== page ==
Tanaya Winder, an award-winning poet raised on the Southern Ute reservation, offered ways to nurture self-love in turbulent times during a new podcast by the American Indian Graduate Center.
The center, the largest scholarship provider to Native American students in the U.S., launched its “Inspired” podcast with an episode about navigating trauma. Protests and coronavirus restrictions can add stress for people who have experienced trauma. Winder, a motivational speaker and educator, had a simple message: Take care of yourself.
“If you’re running yourself into the ground, we don’t win,” said Winder, an enrolled member of the Duckwater Shoshone Tribe. “You can’t just sacrifice yourself to make it better for everybody; you need to take care of yourself, too.”
Traumas come from a wound, Winder said. Feelings like “I’m hurt” or “I don’t feel safe” can remind people of their first trauma. Indigenous community members might also face historical trauma when impacts of violence and oppression are passed down by previous generations.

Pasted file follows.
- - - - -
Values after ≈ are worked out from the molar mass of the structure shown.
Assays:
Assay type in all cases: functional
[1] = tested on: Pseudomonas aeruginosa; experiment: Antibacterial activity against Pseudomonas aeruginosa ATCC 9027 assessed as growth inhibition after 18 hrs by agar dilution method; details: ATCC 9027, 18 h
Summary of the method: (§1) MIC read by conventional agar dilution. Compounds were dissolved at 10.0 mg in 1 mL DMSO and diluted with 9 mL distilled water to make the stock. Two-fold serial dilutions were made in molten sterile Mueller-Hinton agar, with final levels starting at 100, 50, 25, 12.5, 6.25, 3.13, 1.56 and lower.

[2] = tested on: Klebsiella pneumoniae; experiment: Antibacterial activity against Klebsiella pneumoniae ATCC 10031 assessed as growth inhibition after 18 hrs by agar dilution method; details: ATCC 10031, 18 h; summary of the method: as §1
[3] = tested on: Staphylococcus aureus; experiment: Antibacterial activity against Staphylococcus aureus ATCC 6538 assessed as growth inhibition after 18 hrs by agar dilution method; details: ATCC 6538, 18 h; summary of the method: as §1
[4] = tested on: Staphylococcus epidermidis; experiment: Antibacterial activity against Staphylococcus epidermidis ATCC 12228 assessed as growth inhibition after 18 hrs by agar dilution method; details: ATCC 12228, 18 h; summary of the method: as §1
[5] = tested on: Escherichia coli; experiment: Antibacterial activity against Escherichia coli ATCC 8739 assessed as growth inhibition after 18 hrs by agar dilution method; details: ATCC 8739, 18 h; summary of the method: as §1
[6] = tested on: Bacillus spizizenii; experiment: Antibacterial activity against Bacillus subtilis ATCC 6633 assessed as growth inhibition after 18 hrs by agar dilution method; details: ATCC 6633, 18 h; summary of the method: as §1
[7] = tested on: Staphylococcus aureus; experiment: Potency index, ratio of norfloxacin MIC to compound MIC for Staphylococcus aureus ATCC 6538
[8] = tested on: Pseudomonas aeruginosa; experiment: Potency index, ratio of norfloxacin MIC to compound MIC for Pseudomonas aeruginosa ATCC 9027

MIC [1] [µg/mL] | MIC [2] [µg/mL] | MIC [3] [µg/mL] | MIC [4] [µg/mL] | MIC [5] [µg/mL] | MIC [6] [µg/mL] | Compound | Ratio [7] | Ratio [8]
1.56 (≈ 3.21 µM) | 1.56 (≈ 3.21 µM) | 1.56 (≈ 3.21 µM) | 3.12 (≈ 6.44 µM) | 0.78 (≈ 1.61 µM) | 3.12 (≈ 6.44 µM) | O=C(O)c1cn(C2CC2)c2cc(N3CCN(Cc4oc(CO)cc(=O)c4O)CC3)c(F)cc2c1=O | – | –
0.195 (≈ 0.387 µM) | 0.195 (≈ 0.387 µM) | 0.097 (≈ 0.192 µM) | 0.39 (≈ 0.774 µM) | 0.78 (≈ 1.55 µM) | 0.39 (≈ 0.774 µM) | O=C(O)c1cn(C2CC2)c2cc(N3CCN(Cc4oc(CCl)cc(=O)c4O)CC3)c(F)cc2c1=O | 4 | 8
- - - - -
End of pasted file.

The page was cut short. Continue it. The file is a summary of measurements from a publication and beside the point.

“Those memories stick with you. It’s all interconnected, and sometimes we spiral in those traumas,” she said in an email to The Durango Herald.
During the podcast, Winder offered ways to recognize a problem, ask for help and practice self-care. She focuses on what brings her happiness, like writing poetry, and described a four-step writing exercise as a powerful way to “ask for what you need and see it laid out.”
Childhood traumas will linger with Native Americans into adulthood, but they are not alone.
“You are the answers to our ancestors’ prayers,” Winder said via email. “You will help heal the world, but it starts with healing yourself and your family.”
Practicing self-care can be hard, Winder said. While navigating her own trauma, anxiety and busy schedule, she can forget to listen to her body or feel separated from her spirit. But she encouraged people to reach out and ask for support.
To people like her, who get caught up in helping others, Winder said:
“Everybody is sacred. You can say that to yourself: ‘I’m sacred, and I deserve to be taken care of.’ How am I going to take care of myself today, so I can take care of other people?”